Review: Red Apple Lipstick Gluten Free Lipgloss

Warning: fan girl level gushing about to happen.  Jay Harper from Red Apple Lipstick was kind enough to send me some samples of RAL’s lip sticks, lip glosses, and pressed eyeshadows to test and I was blown away with how much I really liked their products!  This review and swatch is for their Mint 2 Be Lipgloss in Honey Badger, which is a popular shade of theirs and also a very versatile one I was able to use in so many situations.

What colors does this product come in?– The gloss comes in 19 fabulous shades and counting.  I have it swatched here in Honey Badger, which I’ve been using on bridal parties, models, and on myself with wonderful results.  It’s a nude pink that is soft, sophisticated, and feminine without being too sweet or too slick and shiny looking.

Red Apple Lipstick Lipgloss in Honey Badger

Consistency?– Smooth, silky.  Not sticky or oily, doesn’t pill or bleed or travel all over your face when you’re trying to eat nachos…which is very hard thing to do and still look cute at the same time.  Tastes and smells clean and minty.

How much does this product retail for?– $18.50, available online through

What can you expect from this product? – Where to start?

  • Cruelty free
  • Paraben free
  • Vegan
  • Soy free
  • Made in small batches in the USA
  • Silky and moisturizing but not sticky or oily
  • Great pigmentation
  • No petroleum or GMOs

As a gluten free gal, I personally prefer to use beauty products that do not contain gluten even though I don’t have a topical sensitivity.  As a professional artist I handle, breathe, and absorb all of the same products I use on my clients so my preference for certain types of products is also in the interest of my long term health and safety as well.  In my beauty practice, I have met many fellow gluten free folks who avoid the substance in their personal care products because they react to gluten on their skin with rashes, itching, outbreaks of hives, and even hair loss.  Wheat germ oil (triticum vulgare) and other wheat products have sneaky ways of getting into cosmetics and personal care products as emollients, preservatives, or “conditioning” or “thickening” ingredients, and are frequently labeled simply as “tocopherol” (vitamin E) without noting the source as coming from wheat.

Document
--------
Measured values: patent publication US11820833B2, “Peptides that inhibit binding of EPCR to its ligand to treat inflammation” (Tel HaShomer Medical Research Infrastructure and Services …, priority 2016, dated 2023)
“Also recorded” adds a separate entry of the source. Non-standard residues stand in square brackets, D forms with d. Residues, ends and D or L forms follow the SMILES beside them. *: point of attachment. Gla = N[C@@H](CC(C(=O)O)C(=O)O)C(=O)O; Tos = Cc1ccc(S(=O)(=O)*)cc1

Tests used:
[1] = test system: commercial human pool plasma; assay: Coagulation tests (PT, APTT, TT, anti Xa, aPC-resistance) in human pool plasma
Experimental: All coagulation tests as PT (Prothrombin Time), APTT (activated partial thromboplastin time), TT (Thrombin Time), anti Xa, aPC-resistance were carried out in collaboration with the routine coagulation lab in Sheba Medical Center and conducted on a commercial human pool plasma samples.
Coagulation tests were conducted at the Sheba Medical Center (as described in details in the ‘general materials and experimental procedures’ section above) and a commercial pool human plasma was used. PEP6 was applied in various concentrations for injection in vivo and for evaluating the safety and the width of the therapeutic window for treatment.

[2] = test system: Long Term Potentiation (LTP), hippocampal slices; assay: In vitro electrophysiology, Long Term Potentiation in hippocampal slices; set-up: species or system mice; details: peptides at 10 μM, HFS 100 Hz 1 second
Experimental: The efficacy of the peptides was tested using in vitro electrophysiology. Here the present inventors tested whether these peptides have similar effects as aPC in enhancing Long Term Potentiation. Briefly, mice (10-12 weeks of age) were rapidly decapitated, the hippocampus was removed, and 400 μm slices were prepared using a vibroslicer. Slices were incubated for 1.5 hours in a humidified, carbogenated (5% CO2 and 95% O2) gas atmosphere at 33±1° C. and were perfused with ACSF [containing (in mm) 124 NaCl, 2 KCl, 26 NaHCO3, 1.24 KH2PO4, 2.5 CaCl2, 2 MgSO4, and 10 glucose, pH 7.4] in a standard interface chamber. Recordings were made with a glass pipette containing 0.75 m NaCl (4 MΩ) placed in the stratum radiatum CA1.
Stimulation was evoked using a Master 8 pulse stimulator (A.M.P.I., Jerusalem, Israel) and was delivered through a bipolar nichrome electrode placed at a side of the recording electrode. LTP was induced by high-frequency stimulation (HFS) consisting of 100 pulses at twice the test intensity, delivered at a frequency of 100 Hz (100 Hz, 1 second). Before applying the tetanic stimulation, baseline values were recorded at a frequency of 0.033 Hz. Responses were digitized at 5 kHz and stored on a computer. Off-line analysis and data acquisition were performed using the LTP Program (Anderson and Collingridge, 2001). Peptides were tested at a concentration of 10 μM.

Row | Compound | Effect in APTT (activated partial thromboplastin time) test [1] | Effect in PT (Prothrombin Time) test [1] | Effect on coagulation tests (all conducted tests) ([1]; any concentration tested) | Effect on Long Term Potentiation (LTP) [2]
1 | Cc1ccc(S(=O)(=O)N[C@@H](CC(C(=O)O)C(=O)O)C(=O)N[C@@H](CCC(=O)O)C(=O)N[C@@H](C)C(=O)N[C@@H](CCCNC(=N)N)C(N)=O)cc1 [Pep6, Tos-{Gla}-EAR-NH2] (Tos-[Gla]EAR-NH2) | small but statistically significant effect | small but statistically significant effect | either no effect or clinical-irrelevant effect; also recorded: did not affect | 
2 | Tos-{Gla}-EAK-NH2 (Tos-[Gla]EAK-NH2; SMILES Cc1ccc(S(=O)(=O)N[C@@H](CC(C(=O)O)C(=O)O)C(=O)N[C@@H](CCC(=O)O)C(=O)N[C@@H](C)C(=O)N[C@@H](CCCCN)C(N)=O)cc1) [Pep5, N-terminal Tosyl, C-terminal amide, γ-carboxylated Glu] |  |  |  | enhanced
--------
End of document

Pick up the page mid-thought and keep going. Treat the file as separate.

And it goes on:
In fact, there are no labeling laws or standards to accurately define “gluten free” personal care products in America, and while a large brand might make a product like lipstick they proudly label as “gluten free”, chances are they are processing it on equipment that is also used to process raw materials and finished product that contain gluten!  Considering that most makeup manufacturing is outsourced to China and some parts of Europe, how do you know if a product is actually gluten free or if the company is just slapping a label on there to cash in on a perceived “fad”? The FDA just determined and passed the (voluntary) labeling standards for gluten free foods in August of this year, so who is to say how long it will take the notoriously dodgy, self regulated cosmetic industry to catch up?

With the incredible momentum of awareness going around and more people getting diagnosed and learning to lead healthier lives post diagnosis, it only makes sense for those living with Celiac disease or gluten sensitivity to extend a similar level of care and caution into selecting their cosmetics and personal care items since the quality of these products does have an effect on our lives. I LOVE this gloss (I swear, they aren’t paying me for this review) and I like that they are a small company with excellent customer service.  Thank you, RAL for making an exceptional product!


Overall grade: A++